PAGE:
The pulse width modulator 40 yields the given pulse width ON time for a given scene brightness. The photo sensor 36 then either increases or decrease this ON time pulse width in response to the sensed scene 14 brightness. Pulse width modulation control of a lamp 20 not only greatly extends battery 16 operating time, but increases lamp 20 life by reducing the length of time that the filament has to run at extremely high temperatures. Extended operation at lower power levels, which is unlikely in typical consumer video camera use, does present some problems, however. Halogen cycle incandescent lamps depend on a minimum bulb wall temperature of about 200 degrees C. in order to vaporize the tungsten halide (bromide or iodide) and prevent deposition on the envelope. Some darkening of the bulb would result from extended low temperature operation as the tungsten halide (bromide or iodide) collects on the relatively cool bulb wall. This effect is temporary as momentary operation at an elevated temperature would again volatilize these deposits. Electronic limits could be established to prevent bulb operation at high ambient light levels to prevent extended low wattage use.
The assembly 10 includes a control indicator 48 which is useful to inform the user that the scene brightness is within the servo control range. Either monitoring the pulse width modulator 40 using a window comparator to supervise the photo detector 36 is adequate.
The assembly 10 further includes charge monitor means 50 for monitoring the charge on the battery 16 and for visually indicating the time remaining on the charge. The monitor 50 informs the user of the time remaining on a given charge, so that recharging can be planned at a convenient time.
The control means 24 includes a preset switch 49 for establishing the desired brightness of the scene 14. The control signal is compared to this preset level to determine any change in present pulse width output. If the control signal indicates greater brightness than the present level, the pulse width is decreased, and vice versa.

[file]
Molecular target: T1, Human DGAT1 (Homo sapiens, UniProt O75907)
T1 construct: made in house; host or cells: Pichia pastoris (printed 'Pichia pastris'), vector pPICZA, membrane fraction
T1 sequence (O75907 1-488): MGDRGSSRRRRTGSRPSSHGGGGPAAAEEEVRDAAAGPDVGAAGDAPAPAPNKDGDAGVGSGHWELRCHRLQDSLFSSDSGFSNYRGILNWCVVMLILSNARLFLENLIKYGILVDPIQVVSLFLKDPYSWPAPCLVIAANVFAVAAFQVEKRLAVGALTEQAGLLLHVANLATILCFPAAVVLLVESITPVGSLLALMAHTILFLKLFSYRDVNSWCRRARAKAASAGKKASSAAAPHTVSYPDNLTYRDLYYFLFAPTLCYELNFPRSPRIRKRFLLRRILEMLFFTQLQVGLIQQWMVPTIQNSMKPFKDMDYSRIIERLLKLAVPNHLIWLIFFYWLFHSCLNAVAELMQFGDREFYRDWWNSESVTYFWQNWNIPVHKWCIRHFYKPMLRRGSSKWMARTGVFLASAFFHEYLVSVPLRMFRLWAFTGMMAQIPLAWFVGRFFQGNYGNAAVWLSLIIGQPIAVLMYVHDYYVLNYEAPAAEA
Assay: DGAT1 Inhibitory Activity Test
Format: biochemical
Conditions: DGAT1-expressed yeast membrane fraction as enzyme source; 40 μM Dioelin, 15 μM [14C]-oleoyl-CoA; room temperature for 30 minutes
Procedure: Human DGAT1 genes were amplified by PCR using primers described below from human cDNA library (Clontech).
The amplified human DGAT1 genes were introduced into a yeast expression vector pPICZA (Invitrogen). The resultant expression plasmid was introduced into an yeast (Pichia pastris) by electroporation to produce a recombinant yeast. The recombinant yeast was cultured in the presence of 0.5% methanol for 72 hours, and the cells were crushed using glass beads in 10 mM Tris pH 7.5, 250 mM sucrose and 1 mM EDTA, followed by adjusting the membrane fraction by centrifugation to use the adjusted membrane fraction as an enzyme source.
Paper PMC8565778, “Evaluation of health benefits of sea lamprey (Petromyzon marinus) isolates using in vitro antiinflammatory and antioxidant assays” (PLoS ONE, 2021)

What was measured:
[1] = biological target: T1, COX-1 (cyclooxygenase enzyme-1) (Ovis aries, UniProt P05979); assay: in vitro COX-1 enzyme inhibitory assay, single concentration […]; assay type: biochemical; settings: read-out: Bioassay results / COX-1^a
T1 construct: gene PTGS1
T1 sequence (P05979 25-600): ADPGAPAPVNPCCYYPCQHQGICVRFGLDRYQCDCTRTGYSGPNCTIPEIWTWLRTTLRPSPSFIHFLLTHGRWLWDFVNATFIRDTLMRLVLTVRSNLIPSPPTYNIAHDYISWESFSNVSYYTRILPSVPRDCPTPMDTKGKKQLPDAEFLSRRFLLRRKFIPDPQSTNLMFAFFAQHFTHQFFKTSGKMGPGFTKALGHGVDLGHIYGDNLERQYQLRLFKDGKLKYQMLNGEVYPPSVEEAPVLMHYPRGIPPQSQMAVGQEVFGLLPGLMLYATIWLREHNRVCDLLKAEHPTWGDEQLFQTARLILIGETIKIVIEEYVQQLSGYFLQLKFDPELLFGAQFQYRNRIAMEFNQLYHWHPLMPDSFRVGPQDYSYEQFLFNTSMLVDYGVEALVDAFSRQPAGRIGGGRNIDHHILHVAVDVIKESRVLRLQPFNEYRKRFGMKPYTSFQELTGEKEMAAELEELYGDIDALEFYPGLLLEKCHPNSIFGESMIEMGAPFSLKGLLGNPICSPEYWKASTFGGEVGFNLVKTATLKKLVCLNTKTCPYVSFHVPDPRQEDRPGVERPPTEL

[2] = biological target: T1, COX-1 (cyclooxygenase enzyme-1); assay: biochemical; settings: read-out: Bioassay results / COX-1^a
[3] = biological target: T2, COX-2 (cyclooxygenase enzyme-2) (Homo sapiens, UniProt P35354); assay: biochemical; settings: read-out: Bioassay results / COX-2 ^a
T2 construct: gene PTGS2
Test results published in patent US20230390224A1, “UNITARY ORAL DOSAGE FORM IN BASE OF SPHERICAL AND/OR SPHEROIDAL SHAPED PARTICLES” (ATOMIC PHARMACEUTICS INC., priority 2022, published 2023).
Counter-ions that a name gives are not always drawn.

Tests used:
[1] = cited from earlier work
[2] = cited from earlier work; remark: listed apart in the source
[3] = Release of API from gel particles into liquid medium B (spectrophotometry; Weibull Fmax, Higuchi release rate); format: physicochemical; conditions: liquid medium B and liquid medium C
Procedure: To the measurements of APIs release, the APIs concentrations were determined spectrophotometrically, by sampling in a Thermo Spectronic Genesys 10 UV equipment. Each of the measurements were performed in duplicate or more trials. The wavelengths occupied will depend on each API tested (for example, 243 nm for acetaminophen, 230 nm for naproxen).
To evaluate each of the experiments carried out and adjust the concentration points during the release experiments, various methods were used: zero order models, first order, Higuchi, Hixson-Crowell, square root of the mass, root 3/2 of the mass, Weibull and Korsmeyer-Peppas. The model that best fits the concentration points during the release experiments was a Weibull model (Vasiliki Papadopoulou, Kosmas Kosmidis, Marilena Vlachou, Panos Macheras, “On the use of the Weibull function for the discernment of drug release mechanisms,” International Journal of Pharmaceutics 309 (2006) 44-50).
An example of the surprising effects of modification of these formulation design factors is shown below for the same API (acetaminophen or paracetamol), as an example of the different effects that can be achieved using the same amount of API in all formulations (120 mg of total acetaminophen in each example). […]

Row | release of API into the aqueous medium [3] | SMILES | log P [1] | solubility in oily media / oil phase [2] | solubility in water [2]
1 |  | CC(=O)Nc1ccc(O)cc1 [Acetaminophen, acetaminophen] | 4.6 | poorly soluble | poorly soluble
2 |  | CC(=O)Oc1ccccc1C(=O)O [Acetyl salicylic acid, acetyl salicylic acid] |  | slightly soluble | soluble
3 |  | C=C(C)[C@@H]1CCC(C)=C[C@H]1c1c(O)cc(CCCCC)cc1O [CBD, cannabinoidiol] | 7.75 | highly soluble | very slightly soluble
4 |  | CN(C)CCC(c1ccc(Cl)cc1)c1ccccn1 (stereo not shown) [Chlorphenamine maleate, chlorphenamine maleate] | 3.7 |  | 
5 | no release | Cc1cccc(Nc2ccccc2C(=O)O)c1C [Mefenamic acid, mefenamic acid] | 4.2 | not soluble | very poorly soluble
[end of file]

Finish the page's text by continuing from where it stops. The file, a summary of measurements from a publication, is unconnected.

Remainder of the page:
A further problem is presented that in critical taping were color rendition is important, maintaining proper color balance is difficult when the color of the illuminating light is changing. In other words, as the color balance of the illuminator 20 shifts due to changes in power level (filament temperature) the scene 14 becomes "warmer" or "cooler". Camera image sensors 12 do not adapt as the human eye to color shift, even with the automatic white balance feature of most cameras 12. The white balance control usually electronically corrects for non-optimal color temperatures by monitoring a "white" level in the image 14. Assuming the object should be truly white, the camera 14 then adjusts the primary color gain levels to yield an acceptable "white" output signal applying the same correction to all other elements. Should the white subject change position, reflectivity or disappear, color balance is drastically effected. Under constant color illumination, most cameras 12 actually yield better results with fixed daylight or tungsten settings. Under those conditions, it is imperative that the color temperature of the illumination remain reasonably constant making variable light output incandescent lamps unsuitable for critical work.
The second embodiment of the assembly 10' addresses these color problems and is generally illustrated in FIG. 4. Common components as in the first embodiment 10 are indicated by like numbers primed. The second embodiment 10' utilizes the same portable housing 19 directed at the scene 14, as illustrated in FIG. 1. The radiant means 20' includes first filament means 52 for producing a first intensity of illumination and second filament means 54 for producing a second intensity of illumination. Instead of continuously varying the output power of the single filament lamp 20 and accepting the decrease in color temperature as the lamp 20 is dimmed, a single bulb 20' with two filaments 52, 54 is used. By operating each filament 52, 54 at a fixed power level, the illumination color balance remains constant, and the luminous efficiency of the lamp 20' remains high. The assembly 10 must now correct for greater changes in scene 14' illumination due to the step-wise transition from one filament 52 to two 54. Using one dual filament bulb 20' in a single reflector 22' and socket assembly saves cost, weight and space.